S. 2977 would renew sanctions on Venezuela through calendar year 2021. Those sanctions, which expired at the end of calendar year 2019, targeted individuals acting on behalf of the Venezuelan government who are responsible for human rights abuses and violence in that country. Reimposing those sanctions would deny affected people entry into the Unites States and would block transactions in their assets and property that are in the United States or come under the control of U.S. persons.
CBO estimates that enacting S. 2977 would increase the number of people who would be denied visas by the Department of State and the number who would be subject to civil or criminal penalties for violating the sanctions. Most visa fees are retained by the department and spent without further appropriation, but some fees are deposited in the Treasury as revenues. Penalties also are recorded as revenues, and a portion of those penalties can be spent without further appropriation. Because CBO expects that very few additional people would be affected, CBO estimates the bill’s enactment would have insignificant effects on both revenues and direct spending.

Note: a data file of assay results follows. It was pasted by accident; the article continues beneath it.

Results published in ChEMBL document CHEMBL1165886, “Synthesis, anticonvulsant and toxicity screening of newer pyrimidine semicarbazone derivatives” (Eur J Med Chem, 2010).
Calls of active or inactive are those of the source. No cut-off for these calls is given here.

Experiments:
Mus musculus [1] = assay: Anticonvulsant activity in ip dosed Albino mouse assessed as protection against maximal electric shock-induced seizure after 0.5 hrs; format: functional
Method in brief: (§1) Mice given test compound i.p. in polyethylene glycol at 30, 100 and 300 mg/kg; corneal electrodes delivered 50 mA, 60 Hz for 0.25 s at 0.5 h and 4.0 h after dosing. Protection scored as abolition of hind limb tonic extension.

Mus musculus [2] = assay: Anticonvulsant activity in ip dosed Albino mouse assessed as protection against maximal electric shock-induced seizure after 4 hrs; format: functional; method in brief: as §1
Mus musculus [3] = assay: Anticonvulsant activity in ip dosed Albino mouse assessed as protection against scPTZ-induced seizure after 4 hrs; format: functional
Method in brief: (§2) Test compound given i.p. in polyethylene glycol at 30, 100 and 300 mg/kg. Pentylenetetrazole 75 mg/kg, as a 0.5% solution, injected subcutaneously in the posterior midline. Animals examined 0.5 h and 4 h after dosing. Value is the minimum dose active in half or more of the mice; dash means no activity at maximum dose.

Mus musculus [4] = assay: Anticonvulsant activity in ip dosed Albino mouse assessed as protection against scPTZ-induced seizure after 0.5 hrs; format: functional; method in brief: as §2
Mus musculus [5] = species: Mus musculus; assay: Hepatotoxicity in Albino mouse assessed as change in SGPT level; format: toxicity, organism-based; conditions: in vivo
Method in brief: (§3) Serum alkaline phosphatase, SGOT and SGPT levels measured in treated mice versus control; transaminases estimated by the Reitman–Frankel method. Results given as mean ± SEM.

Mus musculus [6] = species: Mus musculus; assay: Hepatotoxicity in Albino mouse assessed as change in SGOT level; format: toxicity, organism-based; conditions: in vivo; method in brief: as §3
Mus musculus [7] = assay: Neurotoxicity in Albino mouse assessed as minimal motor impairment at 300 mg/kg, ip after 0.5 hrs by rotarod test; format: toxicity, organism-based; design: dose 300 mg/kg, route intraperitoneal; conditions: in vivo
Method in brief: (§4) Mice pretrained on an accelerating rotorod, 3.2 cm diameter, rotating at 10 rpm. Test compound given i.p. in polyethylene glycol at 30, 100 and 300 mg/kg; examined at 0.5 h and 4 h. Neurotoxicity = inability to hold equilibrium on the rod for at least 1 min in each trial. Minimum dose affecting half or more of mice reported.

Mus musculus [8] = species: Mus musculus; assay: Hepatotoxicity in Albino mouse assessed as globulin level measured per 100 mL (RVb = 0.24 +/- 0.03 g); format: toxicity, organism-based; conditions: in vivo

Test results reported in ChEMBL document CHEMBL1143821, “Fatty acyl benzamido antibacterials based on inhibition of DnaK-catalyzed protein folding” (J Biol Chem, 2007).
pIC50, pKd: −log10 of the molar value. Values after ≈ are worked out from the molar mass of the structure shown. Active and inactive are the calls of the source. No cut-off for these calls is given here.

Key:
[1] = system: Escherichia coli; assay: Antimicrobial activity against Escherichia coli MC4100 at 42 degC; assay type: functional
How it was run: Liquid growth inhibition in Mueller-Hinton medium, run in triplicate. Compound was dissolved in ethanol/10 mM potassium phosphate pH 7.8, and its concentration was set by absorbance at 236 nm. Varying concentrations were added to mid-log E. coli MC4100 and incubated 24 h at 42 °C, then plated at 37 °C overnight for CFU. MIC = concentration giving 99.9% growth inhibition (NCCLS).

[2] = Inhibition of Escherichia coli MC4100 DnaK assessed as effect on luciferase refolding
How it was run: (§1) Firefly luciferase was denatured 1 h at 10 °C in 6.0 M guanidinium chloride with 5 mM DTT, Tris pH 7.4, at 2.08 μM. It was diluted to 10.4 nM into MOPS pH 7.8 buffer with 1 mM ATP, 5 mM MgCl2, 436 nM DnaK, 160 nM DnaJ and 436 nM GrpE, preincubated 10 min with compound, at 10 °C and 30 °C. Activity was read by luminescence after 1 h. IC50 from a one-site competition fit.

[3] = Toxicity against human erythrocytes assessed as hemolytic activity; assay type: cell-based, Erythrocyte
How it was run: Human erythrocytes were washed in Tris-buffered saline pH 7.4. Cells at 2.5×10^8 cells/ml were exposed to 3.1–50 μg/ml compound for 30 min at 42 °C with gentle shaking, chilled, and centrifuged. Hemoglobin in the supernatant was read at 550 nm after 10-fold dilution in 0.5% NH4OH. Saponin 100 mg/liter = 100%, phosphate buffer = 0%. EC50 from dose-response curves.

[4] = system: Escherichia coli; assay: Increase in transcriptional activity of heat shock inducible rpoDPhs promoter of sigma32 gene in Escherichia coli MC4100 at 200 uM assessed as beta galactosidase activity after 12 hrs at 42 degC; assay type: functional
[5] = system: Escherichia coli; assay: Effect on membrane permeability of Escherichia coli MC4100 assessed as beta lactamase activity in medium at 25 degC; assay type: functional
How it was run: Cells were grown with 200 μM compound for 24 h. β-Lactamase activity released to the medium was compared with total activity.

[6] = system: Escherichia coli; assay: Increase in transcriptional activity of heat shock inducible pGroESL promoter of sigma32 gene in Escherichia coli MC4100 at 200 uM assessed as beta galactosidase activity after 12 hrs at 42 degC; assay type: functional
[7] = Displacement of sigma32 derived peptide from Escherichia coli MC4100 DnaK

Renewing the sanctions would increase administrative costs of the Department of State and the Department of the Treasury. On the basis of the costs to administer other sanctions, CBO estimates that implementing the bill would cost less than $500,000 over the 2020-2024 period. That spending would be subject to the availability of appropriated funds.